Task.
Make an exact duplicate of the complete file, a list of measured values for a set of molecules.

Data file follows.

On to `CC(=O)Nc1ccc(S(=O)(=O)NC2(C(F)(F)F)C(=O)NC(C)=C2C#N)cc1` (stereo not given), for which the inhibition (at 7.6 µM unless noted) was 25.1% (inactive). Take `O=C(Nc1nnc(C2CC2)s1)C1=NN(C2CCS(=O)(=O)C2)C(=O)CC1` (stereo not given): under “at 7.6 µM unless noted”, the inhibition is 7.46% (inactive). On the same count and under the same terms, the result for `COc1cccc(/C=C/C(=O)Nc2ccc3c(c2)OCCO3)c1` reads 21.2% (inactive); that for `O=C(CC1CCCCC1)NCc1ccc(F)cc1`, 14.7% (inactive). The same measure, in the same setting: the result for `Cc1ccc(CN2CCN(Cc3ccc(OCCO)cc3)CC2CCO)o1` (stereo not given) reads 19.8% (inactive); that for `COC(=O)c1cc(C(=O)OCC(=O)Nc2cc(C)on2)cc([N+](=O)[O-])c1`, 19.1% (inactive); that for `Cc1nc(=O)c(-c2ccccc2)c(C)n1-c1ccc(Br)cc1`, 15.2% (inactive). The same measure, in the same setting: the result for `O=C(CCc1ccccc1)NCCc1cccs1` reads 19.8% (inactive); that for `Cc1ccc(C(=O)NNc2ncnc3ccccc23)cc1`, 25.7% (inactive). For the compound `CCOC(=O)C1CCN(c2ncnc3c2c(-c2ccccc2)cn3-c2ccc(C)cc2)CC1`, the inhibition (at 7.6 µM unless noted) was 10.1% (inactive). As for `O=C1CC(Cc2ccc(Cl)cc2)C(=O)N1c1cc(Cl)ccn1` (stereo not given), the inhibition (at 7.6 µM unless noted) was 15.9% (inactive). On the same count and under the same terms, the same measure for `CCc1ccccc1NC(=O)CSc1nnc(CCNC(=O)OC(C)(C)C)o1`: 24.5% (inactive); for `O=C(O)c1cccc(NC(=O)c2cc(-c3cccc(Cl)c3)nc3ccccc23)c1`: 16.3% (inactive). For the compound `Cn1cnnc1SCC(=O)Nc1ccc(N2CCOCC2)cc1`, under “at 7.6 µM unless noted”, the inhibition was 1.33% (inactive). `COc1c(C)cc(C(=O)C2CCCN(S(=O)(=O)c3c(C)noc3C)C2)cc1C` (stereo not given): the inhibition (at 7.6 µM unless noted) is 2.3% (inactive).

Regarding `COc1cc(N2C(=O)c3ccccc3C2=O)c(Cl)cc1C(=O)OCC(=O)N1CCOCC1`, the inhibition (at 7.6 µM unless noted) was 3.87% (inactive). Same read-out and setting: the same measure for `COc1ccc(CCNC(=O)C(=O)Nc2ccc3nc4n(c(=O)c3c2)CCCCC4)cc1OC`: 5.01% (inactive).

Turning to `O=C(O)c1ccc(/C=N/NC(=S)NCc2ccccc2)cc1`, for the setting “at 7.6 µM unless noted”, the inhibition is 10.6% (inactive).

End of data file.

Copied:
On to `CC(=O)Nc1ccc(S(=O)(=O)NC2(C(F)(F)F)C(=O)NC(C)=C2C#N)cc1` (stereo not given), for which the inhibition (at 7.6 µM unless noted) was 25.1% (inactive). Take `O=C(Nc1nnc(C2CC2)s1)C1=NN(C2CCS(=O)(=O)C2)C(=O)CC1` (stereo not given): under “at 7.6 µM unless noted”, the inhibition is 7.46% (inactive). On the same count and under the same terms, the result for `COc1cccc(/C=C/C(=O)Nc2ccc3c(c2)OCCO3)c1` reads 21.2% (inactive); that for `O=C(CC1CCCCC1)NCc1ccc(F)cc1`, 14.7% (inactive). The same measure, in the same setting: the result for `Cc1ccc(CN2CCN(Cc3ccc(OCCO)cc3)CC2CCO)o1` (stereo not given) reads 19.8% (inactive); that for `COC(=O)c1cc(C(=O)OCC(=O)Nc2cc(C)on2)cc([N+](=O)[O-])c1`, 19.1% (inactive); that for `Cc1nc(=O)c(-c2ccccc2)c(C)n1-c1ccc(Br)cc1`, 15.2% (inactive). The same measure, in the same setting: the result for `O=C(CCc1ccccc1)NCCc1cccs1` reads 19.8% (inactive); that for `Cc1ccc(C(=O)NNc2ncnc3ccccc23)cc1`, 25.7% (inactive). For the compound `CCOC(=O)C1CCN(c2ncnc3c2c(-c2ccccc2)cn3-c2ccc(C)cc2)CC1`, the inhibition (at 7.6 µM unless noted) was 10.1% (inactive). As for `O=C1CC(Cc2ccc(Cl)cc2)C(=O)N1c1cc(Cl)ccn1` (stereo not given), the inhibition (at 7.6 µM unless noted) was 15.9% (inactive). On the same count and under the same terms, the same measure for `CCc1ccccc1NC(=O)CSc1nnc(CCNC(=O)OC(C)(C)C)o1`: 24.5% (inactive); for `O=C(O)c1cccc(NC(=O)c2cc(-c3cccc(Cl)c3)nc3ccccc23)c1`: 16.3% (inactive). For the compound `Cn1cnnc1SCC(=O)Nc1ccc(N2CCOCC2)cc1`, under “at 7.6 µM unless noted”, the inhibition was 1.33% (inactive). `COc1c(C)cc(C(=O)C2CCCN(S(=O)(=O)c3c(C)noc3C)C2)cc1C` (stereo not given): the inhibition (at 7.6 µM unless noted) is 2.3% (inactive).

Regarding `COc1cc(N2C(=O)c3ccccc3C2=O)c(Cl)cc1C(=O)OCC(=O)N1CCOCC1`, the inhibition (at 7.6 µM unless noted) was 3.87% (inactive). Same read-out and setting: the same measure for `COc1ccc(CCNC(=O)C(=O)Nc2ccc3nc4n(c(=O)c3c2)CCCCC4)cc1OC`: 5.01% (inactive).

Turning to `O=C(O)c1ccc(/C=N/NC(=S)NCc2ccccc2)cc1`, for the setting “at 7.6 µM unless noted”, the inhibition is 10.6% (inactive).